Autumn is one of my favorite times in Tuscany. The leaves are changing color in the hills, also on the trees lining the city boulevards. The air is becoming cool and crisp, and the days shorter. It is time to prepare for the upcoming winter months.
Grapes are harvested in September, and olives are plucked from the trees in late October. Chestnuts are in season.
The grape harvest brings an array of sights and smells at local wineries. Once the grapes are harvested, fermentation begins.
The smell of grapes fills the air. Large tanks are pumping and churning the new grapes to turn them into wine...
The olive harvest starts in late October in Tuscany. Their oil is considered an early harvest extra virgin, because they pick the olives while they are still young and firm. The early harvest results in a fruity, peppery olive oil.
The chestnuts. Oh, the chestnuts. There are entire festivals to celebrate these rich, healthy little guys. My favorite food festival, or sagra, is in a town called Marradi, toward the end of October. A steam train leaves from the central station of Florence, and takes you north toward the region of Emiglia Romagna, weaving through tunnels, in and out of valleys…and arriving in adorable Marradi.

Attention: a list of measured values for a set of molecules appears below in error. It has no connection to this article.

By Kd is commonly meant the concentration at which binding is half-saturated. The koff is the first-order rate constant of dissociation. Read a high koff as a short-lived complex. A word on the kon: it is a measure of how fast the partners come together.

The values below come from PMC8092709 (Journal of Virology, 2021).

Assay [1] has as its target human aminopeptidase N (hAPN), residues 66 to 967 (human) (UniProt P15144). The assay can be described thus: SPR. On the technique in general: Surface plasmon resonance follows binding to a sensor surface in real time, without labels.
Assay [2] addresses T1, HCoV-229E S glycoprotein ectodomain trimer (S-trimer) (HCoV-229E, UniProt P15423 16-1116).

At the festival, you can try all kinds of foods made with chestnuts. Castagnaccio, a dessert made with chestnut flour and often raisins, pine nuts… it depends, as every family has their own recipe and claims theirs to be the recipe…
Purists can have roasted chestnuts, my personal favorite. When roasted, the chestnuts become sweet and almost meaty.
|Shop Window Showing off Autumn Treats|
A great combination is roasted chestnuts and new wine, called vin(o) novello in Italy. The new wine is literally brand new, no aging has ocured, so it is not going to last long- sip it with the roasted chestnuts to cleanse your mouth.
Another occasion not to miss in Tuscany during the fall:
A walk on the walls of Lucca. The wall circles the historic part of Lucca, and has a tree lined path where you can walk, ride a bike (rentals available near tourist office), or bring a picnic and watch the locals talking and playing cards at picnic tables. I love walking under the trees as they lose their leaves this time of year.
Lucca's pizza shops often serve castagniaccio and cecina, which are both great sources of protein and fiber and fantastic to eat on a cool day after a walk or bike ride on the wall.
If you have access to a car or are staying with a friend, be sure to visit a sagra (see the video below). There are sagre in small towns all over Italy, usually celebrating truffles, porcini mushrooms, chestnuts, cherries, wild boar, duck, crostini and several other seasonal and regional specialties.